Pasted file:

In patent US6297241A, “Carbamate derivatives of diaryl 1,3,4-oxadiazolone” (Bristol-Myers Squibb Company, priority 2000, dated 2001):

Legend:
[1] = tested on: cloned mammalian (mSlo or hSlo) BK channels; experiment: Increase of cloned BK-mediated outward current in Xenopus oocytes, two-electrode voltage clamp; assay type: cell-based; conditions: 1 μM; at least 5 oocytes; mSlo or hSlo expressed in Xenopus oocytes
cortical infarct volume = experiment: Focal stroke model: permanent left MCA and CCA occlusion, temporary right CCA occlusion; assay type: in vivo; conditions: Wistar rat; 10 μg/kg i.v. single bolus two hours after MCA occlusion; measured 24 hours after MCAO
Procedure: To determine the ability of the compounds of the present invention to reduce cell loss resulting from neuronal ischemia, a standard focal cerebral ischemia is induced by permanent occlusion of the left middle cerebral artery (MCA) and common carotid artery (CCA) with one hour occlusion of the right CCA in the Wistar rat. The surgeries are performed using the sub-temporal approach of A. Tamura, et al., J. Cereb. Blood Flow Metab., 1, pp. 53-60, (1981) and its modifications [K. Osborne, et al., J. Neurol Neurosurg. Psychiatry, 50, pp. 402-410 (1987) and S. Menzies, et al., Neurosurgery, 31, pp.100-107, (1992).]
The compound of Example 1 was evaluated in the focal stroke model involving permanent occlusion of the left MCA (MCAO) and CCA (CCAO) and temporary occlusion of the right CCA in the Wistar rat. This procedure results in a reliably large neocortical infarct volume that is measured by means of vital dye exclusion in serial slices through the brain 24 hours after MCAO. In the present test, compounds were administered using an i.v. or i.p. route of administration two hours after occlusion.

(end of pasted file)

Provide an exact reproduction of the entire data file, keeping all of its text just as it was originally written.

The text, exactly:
In patent US6297241A, “Carbamate derivatives of diaryl 1,3,4-oxadiazolone” (Bristol-Myers Squibb Company, priority 2000, dated 2001):

Legend:
[1] = tested on: cloned mammalian (mSlo or hSlo) BK channels; experiment: Increase of cloned BK-mediated outward current in Xenopus oocytes, two-electrode voltage clamp; assay type: cell-based; conditions: 1 μM; at least 5 oocytes; mSlo or hSlo expressed in Xenopus oocytes
cortical infarct volume = experiment: Focal stroke model: permanent left MCA and CCA occlusion, temporary right CCA occlusion; assay type: in vivo; conditions: Wistar rat; 10 μg/kg i.v. single bolus two hours after MCA occlusion; measured 24 hours after MCAO
Procedure: To determine the ability of the compounds of the present invention to reduce cell loss resulting from neuronal ischemia, a standard focal cerebral ischemia is induced by permanent occlusion of the left middle cerebral artery (MCA) and common carotid artery (CCA) with one hour occlusion of the right CCA in the Wistar rat. The surgeries are performed using the sub-temporal approach of A. Tamura, et al., J. Cereb. Blood Flow Metab., 1, pp. 53-60, (1981) and its modifications [K. Osborne, et al., J. Neurol Neurosurg. Psychiatry, 50, pp. 402-410 (1987) and S. Menzies, et al., Neurosurgery, 31, pp.100-107, (1992).]
The compound of Example 1 was evaluated in the focal stroke model involving permanent occlusion of the left MCA (MCAO) and CCA (CCAO) and temporary occlusion of the right CCA in the Wistar rat. This procedure results in a reliably large neocortical infarct volume that is measured by means of vital dye exclusion in serial slices through the brain 24 hours after MCAO. In the present test, compounds were administered using an i.v. or i.p. route of administration two hours after occlusion.